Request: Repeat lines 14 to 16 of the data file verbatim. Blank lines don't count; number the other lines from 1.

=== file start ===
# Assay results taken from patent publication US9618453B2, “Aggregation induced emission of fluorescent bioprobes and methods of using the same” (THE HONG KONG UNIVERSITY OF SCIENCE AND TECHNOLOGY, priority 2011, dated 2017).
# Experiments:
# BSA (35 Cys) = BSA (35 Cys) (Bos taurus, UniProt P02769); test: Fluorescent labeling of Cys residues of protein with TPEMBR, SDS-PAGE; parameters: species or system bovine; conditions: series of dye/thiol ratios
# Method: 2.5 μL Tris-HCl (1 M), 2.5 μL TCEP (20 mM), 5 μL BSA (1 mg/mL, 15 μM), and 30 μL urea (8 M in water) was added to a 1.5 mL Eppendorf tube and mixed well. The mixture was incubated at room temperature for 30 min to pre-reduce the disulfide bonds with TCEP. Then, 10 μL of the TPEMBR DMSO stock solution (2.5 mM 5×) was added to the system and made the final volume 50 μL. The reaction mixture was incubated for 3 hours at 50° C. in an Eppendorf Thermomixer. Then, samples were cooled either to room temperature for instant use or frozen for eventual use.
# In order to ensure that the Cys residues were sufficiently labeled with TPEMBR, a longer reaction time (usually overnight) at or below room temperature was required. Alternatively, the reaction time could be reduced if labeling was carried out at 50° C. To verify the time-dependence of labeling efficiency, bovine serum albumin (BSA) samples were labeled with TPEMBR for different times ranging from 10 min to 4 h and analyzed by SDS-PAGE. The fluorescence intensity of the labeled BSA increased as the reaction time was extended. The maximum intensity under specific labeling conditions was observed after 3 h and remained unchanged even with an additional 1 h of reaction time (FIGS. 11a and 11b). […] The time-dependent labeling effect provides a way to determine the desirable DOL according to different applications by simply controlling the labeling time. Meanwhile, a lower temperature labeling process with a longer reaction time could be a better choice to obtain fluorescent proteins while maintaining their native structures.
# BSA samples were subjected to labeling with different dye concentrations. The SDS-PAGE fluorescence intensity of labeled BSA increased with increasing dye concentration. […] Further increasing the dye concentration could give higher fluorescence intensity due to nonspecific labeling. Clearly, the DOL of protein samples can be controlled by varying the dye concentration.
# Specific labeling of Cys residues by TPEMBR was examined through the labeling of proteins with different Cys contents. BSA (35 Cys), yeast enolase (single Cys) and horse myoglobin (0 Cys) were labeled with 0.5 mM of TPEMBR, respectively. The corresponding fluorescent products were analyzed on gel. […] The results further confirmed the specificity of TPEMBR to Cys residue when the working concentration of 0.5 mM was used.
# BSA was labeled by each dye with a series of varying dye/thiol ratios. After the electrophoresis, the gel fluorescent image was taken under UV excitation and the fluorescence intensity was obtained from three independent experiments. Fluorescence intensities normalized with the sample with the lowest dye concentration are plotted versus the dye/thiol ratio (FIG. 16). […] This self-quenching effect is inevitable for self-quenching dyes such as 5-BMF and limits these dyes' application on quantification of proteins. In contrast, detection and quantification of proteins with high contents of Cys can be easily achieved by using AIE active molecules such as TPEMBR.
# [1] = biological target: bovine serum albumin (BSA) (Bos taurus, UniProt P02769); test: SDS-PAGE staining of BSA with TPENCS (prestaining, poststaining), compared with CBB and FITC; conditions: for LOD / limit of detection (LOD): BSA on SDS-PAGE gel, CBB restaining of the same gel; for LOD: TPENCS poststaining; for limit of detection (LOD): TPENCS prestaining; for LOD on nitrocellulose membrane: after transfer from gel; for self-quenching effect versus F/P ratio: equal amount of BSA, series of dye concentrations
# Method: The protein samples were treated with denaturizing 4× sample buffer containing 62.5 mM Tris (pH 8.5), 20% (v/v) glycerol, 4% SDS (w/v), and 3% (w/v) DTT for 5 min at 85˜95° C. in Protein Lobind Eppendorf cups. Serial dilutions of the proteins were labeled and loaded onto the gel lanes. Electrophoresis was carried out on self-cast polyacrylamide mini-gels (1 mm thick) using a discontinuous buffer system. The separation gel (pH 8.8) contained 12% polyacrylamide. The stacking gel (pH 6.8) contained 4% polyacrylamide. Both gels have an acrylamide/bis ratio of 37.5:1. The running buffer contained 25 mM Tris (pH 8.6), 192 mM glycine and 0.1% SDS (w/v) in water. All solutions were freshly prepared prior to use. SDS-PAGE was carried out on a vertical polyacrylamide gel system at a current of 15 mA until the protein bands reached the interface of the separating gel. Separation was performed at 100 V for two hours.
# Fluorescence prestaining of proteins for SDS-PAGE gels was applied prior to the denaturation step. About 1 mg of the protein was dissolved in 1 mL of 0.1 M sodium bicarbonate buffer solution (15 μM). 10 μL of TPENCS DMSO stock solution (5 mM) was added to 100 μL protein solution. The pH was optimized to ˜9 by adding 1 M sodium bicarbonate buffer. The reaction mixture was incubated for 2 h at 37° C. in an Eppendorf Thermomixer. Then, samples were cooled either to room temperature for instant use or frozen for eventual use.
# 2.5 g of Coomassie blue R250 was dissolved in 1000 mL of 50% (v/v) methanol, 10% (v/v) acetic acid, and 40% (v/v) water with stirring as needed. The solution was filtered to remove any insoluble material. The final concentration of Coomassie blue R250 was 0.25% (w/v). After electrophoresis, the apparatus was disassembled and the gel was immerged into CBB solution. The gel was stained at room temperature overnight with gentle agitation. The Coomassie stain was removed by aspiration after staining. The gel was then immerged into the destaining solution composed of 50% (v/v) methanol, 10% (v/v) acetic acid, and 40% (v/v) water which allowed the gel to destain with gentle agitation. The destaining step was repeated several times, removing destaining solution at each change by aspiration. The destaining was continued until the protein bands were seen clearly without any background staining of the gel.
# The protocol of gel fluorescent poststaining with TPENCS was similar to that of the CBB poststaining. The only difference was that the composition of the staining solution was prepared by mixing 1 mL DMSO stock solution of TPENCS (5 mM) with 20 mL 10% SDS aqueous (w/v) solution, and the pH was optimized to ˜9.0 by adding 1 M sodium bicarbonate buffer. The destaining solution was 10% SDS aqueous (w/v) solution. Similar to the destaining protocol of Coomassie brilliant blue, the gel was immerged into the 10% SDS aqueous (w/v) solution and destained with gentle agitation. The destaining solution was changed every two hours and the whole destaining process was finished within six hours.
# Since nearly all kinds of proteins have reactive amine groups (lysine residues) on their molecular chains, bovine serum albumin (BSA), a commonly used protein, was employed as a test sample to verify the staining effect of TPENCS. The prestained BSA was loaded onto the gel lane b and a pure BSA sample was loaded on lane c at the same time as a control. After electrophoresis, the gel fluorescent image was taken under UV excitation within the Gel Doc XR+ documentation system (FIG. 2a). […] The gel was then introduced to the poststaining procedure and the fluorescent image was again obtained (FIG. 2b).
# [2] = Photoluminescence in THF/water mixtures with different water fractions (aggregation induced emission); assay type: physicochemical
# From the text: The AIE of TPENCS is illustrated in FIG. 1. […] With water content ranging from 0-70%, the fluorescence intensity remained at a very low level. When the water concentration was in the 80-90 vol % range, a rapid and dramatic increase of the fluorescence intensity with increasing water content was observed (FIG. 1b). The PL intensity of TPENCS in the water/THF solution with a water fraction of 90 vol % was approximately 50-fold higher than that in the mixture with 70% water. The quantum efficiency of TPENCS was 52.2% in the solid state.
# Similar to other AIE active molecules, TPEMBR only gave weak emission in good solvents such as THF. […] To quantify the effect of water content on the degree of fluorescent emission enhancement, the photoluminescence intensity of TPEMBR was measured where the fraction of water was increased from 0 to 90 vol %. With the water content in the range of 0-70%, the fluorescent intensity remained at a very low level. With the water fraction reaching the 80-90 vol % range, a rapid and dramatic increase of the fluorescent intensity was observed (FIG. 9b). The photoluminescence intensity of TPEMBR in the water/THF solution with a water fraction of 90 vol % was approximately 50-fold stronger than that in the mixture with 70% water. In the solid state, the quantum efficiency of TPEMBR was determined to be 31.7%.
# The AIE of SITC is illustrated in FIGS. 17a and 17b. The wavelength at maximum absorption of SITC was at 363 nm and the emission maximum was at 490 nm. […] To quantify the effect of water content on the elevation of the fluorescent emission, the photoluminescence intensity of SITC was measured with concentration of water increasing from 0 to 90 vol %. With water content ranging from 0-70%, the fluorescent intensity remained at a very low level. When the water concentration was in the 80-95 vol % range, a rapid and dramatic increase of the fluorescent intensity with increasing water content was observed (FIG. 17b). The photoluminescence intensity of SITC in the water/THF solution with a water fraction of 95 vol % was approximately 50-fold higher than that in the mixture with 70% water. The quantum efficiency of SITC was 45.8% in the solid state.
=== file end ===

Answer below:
# Since nearly all kinds of proteins have reactive amine groups (lysine residues) on their molecular chains, bovine serum albumin (BSA), a commonly used protein, was employed as a test sample to verify the staining effect of TPENCS. The prestained BSA was loaded onto the gel lane b and a pure BSA sample was loaded on lane c at the same time as a control. After electrophoresis, the gel fluorescent image was taken under UV excitation within the Gel Doc XR+ documentation system (FIG. 2a). […] The gel was then introduced to the poststaining procedure and the fluorescent image was again obtained (FIG. 2b).
# [2] = Photoluminescence in THF/water mixtures with different water fractions (aggregation induced emission); assay type: physicochemical
# From the text: The AIE of TPENCS is illustrated in FIG. 1. […] With water content ranging from 0-70%, the fluorescence intensity remained at a very low level. When the water concentration was in the 80-90 vol % range, a rapid and dramatic increase of the fluorescence intensity with increasing water content was observed (FIG. 1b). The PL intensity of TPENCS in the water/THF solution with a water fraction of 90 vol % was approximately 50-fold higher than that in the mixture with 70% water. The quantum efficiency of TPENCS was 52.2% in the solid state.